associations between the explanatory variables and biases. Of the 17 covariates examined, only

three covariates (i.e., mother’s widowhood status, the number of mothers’ ADL difficulties, and

the distance between mother and daughter residences) were significantly associated with the

transfer factor, although they were also related to biases in mother and daughter reports.

Additionally, four covariates (i.e., mothers’ income, daughters’ health, the number of sisters, and

the number of brothers) were related to neither the transfer factor nor biases.

The rest of the covariates were associated with biases only. For example, consistent with

my expectation, at the same level of transfer, mothers were less likely to report receiving gifts

from their daughters when they experienced more ADL difficulties, whereas daughters were

more likely to report helping with household chores, providing care, or paying for other expenses
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when their mothers were older, divorced or widowed as opposed to married or in poor health.

Moreover, daughters tended to report giving gifts to their mothers or paying for other expenses

when they had more minor children at home, were employed, or were helping parents-in-law at

the time of the interview. Also consistent with my expectation, both mothers and daughters

reported a higher incidence of receiving or providing personal care or gifts when they lived

farther away from each other. Inconsistent with my expectation, however, African American

daughters were less likely to report their assistance with household chores than White daughters,

and daughters were more likely to report receiving gifts when they were divorced as opposed to

married or had more rather than fewer years of education.

A comparison of the results presented in Tables 3 (total number of transfers) and 4

underscores the importance of taking into account reporting biases when identifying the

covariates of upward transfers. Table 3 indicates that the use of mothers’ reports identifies three

covariates (i.e., daughters’ employment status, the number of sons, and the distance between

mother and daughter residences) related to the transfers. Only one of these three covariates,

however, was identified in the modified MIMIC model shown in Table 4. Similarly, Table 3

shows that the use of daughters’ reports identifies six covariates (i.e., mothers’ age, divorce

status, and health, daughters’ assistance to their parents-in-laws, and the distance between

mother and daughter residences) that were associated with the transfers, but only two of them

were identified in the modified MIMIC model. In sum, using only mothers’ reports or only

daughters’ reports is very likely to inaccurately identify important covariates of upward transfers,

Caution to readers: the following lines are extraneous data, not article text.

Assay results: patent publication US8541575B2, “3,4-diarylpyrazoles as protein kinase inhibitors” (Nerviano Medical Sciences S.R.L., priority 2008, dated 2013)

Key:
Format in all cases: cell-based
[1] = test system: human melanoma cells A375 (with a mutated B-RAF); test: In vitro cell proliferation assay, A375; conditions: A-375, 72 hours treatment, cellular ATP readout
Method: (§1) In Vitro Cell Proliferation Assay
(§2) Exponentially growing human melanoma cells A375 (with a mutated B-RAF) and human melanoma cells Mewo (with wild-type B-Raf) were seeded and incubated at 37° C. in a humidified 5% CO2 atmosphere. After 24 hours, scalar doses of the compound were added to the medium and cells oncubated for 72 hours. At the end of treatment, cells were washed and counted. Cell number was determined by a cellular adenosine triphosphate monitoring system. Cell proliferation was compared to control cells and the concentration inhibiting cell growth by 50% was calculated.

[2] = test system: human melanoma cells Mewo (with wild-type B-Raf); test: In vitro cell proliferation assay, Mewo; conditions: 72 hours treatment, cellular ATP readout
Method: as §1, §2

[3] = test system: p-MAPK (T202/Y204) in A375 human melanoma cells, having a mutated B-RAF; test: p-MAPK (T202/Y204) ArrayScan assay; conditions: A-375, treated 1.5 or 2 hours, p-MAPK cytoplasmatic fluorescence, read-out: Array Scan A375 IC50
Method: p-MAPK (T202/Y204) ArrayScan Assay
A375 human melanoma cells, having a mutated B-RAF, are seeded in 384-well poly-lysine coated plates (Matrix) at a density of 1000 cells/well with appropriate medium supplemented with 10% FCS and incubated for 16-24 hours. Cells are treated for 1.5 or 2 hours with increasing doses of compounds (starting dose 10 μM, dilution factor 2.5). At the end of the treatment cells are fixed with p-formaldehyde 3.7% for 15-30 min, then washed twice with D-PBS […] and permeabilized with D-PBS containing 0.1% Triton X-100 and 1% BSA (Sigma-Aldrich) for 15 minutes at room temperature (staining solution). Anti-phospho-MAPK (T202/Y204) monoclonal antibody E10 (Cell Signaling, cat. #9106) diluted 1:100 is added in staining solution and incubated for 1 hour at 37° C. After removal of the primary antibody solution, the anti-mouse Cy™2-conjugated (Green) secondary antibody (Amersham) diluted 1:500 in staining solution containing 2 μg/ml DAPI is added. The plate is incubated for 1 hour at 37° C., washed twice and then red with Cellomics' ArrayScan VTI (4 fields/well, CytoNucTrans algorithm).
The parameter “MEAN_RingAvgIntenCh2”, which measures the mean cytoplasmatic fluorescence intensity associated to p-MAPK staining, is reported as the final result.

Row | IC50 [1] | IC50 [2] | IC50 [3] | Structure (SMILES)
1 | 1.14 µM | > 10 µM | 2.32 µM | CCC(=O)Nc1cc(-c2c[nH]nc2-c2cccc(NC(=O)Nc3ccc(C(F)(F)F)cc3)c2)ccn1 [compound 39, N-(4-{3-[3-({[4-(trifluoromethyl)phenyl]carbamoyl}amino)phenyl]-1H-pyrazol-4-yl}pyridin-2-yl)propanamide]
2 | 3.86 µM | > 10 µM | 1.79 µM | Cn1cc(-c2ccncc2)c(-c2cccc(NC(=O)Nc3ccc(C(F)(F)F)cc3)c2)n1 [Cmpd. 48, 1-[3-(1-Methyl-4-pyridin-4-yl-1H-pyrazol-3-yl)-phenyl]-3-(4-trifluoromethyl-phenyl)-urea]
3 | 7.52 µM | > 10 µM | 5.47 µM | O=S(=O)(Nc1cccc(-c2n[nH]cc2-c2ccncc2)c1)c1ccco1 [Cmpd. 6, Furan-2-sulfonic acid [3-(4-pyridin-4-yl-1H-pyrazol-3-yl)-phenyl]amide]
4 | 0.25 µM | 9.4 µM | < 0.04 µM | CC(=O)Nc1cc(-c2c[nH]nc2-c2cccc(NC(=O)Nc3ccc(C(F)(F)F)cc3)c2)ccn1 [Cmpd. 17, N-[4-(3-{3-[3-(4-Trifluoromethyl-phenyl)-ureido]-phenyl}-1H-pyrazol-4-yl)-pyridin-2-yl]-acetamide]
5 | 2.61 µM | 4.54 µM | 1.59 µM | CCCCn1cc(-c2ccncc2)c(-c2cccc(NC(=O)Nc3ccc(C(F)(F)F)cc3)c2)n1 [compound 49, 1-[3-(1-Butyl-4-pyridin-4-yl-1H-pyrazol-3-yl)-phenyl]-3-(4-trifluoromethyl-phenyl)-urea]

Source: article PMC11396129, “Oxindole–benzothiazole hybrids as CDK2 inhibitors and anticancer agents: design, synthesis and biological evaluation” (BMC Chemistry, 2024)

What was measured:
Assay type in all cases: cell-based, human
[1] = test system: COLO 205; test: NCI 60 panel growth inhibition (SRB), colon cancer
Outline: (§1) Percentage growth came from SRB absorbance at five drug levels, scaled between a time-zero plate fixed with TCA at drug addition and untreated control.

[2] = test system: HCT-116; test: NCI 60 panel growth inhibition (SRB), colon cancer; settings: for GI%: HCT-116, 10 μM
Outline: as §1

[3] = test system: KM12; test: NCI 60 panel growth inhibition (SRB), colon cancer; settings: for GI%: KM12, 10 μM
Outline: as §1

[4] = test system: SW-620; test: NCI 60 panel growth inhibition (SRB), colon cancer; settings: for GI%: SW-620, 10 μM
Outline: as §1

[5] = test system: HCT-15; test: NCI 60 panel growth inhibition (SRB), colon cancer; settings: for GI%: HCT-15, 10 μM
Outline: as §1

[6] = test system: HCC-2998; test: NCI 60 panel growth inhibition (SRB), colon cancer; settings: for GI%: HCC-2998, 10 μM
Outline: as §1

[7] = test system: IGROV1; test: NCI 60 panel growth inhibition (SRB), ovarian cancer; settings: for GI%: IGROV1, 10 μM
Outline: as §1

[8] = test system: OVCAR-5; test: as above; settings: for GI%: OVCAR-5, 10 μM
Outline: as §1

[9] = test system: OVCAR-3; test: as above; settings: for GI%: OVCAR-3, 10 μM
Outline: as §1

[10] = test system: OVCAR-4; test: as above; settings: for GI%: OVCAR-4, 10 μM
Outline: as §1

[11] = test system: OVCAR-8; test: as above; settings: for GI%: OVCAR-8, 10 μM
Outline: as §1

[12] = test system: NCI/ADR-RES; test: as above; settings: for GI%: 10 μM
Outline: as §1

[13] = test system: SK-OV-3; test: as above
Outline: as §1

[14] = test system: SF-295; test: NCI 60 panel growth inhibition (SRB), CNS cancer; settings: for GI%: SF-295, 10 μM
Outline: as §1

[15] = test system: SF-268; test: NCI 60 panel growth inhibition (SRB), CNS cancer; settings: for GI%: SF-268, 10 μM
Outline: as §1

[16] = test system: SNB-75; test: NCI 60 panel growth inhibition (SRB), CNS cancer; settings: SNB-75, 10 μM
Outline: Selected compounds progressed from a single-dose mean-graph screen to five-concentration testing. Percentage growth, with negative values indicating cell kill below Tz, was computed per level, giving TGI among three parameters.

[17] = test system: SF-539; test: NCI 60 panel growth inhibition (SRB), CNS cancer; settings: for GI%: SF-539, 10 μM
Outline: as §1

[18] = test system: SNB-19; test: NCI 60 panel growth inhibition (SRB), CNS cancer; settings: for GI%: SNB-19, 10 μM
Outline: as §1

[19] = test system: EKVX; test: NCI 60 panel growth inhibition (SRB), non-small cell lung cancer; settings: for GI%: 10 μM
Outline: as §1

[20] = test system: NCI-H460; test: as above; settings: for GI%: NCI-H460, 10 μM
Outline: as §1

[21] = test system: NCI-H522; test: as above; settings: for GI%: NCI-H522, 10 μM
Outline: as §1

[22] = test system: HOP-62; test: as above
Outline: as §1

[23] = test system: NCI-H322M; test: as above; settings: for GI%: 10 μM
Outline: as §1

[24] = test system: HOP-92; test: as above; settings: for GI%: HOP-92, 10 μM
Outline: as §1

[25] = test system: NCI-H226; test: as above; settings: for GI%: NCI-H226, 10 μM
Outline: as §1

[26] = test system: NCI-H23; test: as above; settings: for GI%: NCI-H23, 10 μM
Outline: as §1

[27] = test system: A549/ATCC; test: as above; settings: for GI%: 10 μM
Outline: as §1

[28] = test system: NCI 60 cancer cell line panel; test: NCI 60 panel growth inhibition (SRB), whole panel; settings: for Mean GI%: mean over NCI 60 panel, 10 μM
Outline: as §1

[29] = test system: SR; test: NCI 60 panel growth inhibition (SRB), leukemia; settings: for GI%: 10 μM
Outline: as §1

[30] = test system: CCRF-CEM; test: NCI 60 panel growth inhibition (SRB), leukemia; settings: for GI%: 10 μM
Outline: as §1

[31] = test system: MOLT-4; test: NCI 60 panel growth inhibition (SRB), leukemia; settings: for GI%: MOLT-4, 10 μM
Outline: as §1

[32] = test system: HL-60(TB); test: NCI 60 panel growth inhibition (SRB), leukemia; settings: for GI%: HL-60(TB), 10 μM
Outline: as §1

because mother and daughter reports contain biases that affect the identification of the transfers’

covariates.
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Discussion

Past research on intergenerational transfers mainly has relied on one family informant’s

report--either the parent or the child. This study used a unique data set that contains parallel

reports from both generations to examine upward transfers from adult daughters to their mothers.

The results suggest that mothers and daughters have the highest agreement in reports about

paying for expenses and the lowest agreement in reports about giving or receiving gifts.

Moreover, mothers and daughters have high agreement in reports of no transfers but low

agreement about the provision or receipt of transfers. Consistent with findings from prior

research (Mandemakers & Dykstra, 2008; Roan et al., 1996; Rossi & Rossi, 1990; Shapiro,

2004; Zweibel & Lydens, 1990), when disagreements do arise, more daughters report providing

assistance to their mothers than mothers report receiving from their daughters. Additionally,

using mother reports yields many inferences that are different than those yielded from daughter

reports about the covariates associated with the provision of upward transfers.

Divergent reports by different family informants have long been a concern in family

studies, but past studies have not devised approaches for identifying the covariates of

intergenerational transfers while simultaneously controlling for discrepancies among different

family informants’ reports. This study goes beyond previous research by adopting classical test

theory to partition mother and daughter reports into true transfers and biases, and by using a

modified MIMIC model to examine the extent to which the covariates of upward transfers are

respectively associated with true transfers or biases. The results show that the majority of the

explanatory variables are associated with the transfers because they are related to biases in

mother and daughter reports. Only three covariates--mothers’ widowhood status, the number of

mothers’ ADL difficulties, and the distance between mother and daughter residences--are